I think new surgical methods are awesome and definitely less scary-looking in process (just wish everyone could get insurance to cover them!) and I love that people are getting good results with them and are happy. Would that have changed my decision process? Who knows.
All I know is that I wasn’t ready for surgery and am thankful I had the support I did. But that I am so happy for people who had surgery and are happy. And sad for those who didn’t have it and are unhappy, or had it and are unhappy.
I will be the first to admit it: I don’t really “do” Snapchat. I downloaded it but then just never checked it enough to actually see things, and the inability to browse users without knowing their exact username is maddening. I’ve played around with it a bit and don’t hate it… I just don’t have time to constantly keep up with it.
This week Snapchat came out with a bunch of new morphing filters… One of which gives the impression of one-sided facial paralysis. <<headdesk moment>> I mean besides the more obvious question to me of why it’s entertaining to send weird morphed photos of yourself to friends, it also comes back to the fact that it’s supposed to be funny. And that differences in appearance aren’t inherently funny or things to be gawked at.
I’ve probably written this before here, but appearance differences are kind of a strange medical condition to have. You skirt the line between the disability community and “passing” – but neither are quite right. I’m almost thankful sometimes that my orthopedic and neurological and autoimmune (phew, that’s a mouthful!) issues made it easier for me to join the disability community at a crucial age.
Appearance djfferences without other impairments aren’t quite embraced as disabilities by some…and since they aren’t thought of as a protected class, it’s not seen as in poor taste do things like presenting facial paralysis as a funny and weird thing you can try on. (Now by no means am I against humor: check out some of David Roche’s material about facial differences).
I don’t think Snapchat will remove the filter, so all I can hope for is that people start to think a little bit before using it. Some great organizations are working towards that goal, and I’m looking forward to what they are able to achieve.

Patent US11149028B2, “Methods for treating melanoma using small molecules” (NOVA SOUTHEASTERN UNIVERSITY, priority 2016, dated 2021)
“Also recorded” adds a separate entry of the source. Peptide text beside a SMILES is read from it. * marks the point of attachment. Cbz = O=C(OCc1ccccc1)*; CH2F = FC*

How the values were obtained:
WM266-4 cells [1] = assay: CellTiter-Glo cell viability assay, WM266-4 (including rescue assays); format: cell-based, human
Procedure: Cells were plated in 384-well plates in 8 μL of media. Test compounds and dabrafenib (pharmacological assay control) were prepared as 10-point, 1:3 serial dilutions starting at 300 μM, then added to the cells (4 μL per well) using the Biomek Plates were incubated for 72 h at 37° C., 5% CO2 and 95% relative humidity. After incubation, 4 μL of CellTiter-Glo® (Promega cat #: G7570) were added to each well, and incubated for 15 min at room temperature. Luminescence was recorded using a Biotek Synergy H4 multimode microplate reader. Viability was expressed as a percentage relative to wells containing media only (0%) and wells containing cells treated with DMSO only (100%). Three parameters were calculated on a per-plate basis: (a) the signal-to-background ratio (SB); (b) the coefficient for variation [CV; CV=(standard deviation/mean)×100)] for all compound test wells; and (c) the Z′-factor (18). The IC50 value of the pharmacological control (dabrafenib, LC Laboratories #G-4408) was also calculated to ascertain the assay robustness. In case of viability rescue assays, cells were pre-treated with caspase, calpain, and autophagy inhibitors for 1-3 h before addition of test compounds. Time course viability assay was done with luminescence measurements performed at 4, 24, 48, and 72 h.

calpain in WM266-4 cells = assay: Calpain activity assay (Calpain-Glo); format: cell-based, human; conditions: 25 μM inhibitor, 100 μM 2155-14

This week is Facial Paralysis Awareness Week. I did what one is now “supposed to” do in the era of social media: shared the posts, changed my profile photo to the designated Twibbon, so on and so forth.
Other organizations and people are doing things too, some of which make me vaguely uncomfortable as a person with facial pareisis (if we’re getting very technical). People are cutting half their hair, painting half their face in a strange showing of solidarity.
But they are missing the point.
Everyday life with facial paralysis isn’t over-dramatic or sometimes even obvious. People (hopefully) aren’t recoiling from the obvious. It’s the little questioning doubts, the assumptions people make, the side glances. It’s not extraordinary, but it is subtle and persistent.
So what could a person without facial paralysis do to show solidarity? Listen to us, embrace our similarities and differences. Work on efforts to improve understanding of differences.
And maybe think twice about doing over dramatic things that don’t reflect what life is truly like for some people with facial paralysis.
I walk up to the Starbucks ordering counter, give the barista my order for a Venti Mocha Frappuccino Light with my free Starbucks drink (Yay! Because their Frappuccinos are rather overpriced), she asks for my name, I give it to her, she repeats back to me. All good.
Go to the other end of the counter, and wait for my drink. After way too long of a wait a different barista comes up with my drink…
Instantly I am angry… at myself for not speaking clearly enough, at the barista for not understanding… all the fun irrational thoughts that come out of life with a speech impairment.
But however annoyed I am I also really need my coffee after my nearly 3-mile walk. I grab the Frappuccino and step outside. Then I read the name on the cup…
So all that angst was really not necessary. Barista 2 just couldn’t read Barista 1’s handwriting. I was clear enough.
I am a perfectionist and hard on myself, especially when I know I can do “better”… but I’m learning to let go of what I cannot change.
And sometimes that means grabbing the drink that is on the counter if it’s the right one, no matter what name is called. You may be pleasantly surprised.